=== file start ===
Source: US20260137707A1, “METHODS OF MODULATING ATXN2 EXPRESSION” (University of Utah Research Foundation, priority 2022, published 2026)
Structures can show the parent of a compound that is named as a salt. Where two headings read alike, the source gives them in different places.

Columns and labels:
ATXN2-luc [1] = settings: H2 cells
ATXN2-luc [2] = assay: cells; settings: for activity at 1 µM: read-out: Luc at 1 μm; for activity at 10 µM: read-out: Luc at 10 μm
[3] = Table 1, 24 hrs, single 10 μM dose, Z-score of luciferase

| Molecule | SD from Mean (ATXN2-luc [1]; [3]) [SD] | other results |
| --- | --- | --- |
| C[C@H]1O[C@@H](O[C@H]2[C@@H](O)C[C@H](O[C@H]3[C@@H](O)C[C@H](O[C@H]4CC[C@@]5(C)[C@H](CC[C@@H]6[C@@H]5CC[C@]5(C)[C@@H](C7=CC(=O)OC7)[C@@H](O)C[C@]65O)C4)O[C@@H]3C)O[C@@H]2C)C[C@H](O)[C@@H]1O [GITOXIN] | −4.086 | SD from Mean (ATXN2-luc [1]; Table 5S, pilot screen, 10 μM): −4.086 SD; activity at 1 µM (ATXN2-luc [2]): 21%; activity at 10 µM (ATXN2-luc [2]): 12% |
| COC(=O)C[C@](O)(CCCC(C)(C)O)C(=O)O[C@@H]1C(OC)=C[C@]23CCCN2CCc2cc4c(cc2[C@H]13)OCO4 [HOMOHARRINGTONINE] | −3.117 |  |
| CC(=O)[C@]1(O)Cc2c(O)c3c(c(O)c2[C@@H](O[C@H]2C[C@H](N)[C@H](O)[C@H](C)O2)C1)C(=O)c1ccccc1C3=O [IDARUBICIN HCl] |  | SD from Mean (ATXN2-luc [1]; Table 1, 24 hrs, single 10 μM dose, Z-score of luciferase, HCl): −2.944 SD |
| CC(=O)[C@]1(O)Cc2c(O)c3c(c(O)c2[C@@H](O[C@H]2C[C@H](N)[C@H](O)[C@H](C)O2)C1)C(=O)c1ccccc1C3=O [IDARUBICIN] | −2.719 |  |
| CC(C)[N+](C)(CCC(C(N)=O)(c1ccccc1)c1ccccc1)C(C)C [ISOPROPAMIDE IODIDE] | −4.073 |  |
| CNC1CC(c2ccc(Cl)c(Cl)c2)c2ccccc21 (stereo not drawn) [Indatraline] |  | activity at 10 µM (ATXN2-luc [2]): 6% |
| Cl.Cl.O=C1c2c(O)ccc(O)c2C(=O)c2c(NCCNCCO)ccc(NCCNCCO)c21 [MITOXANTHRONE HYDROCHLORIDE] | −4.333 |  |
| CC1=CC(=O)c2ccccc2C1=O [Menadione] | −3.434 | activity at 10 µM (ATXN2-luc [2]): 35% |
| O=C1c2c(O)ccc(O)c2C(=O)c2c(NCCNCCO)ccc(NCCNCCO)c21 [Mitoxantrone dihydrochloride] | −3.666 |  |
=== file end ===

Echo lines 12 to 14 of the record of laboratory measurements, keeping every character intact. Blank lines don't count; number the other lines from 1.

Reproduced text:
| CC(=O)[C@]1(O)Cc2c(O)c3c(c(O)c2[C@@H](O[C@H]2C[C@H](N)[C@H](O)[C@H](C)O2)C1)C(=O)c1ccccc1C3=O [IDARUBICIN] | −2.719 |  |
| CC(C)[N+](C)(CCC(C(N)=O)(c1ccccc1)c1ccccc1)C(C)C [ISOPROPAMIDE IODIDE] | −4.073 |  |
| CNC1CC(c2ccc(Cl)c(Cl)c2)c2ccccc21 (stereo not drawn) [Indatraline] |  | activity at 10 µM (ATXN2-luc [2]): 6% |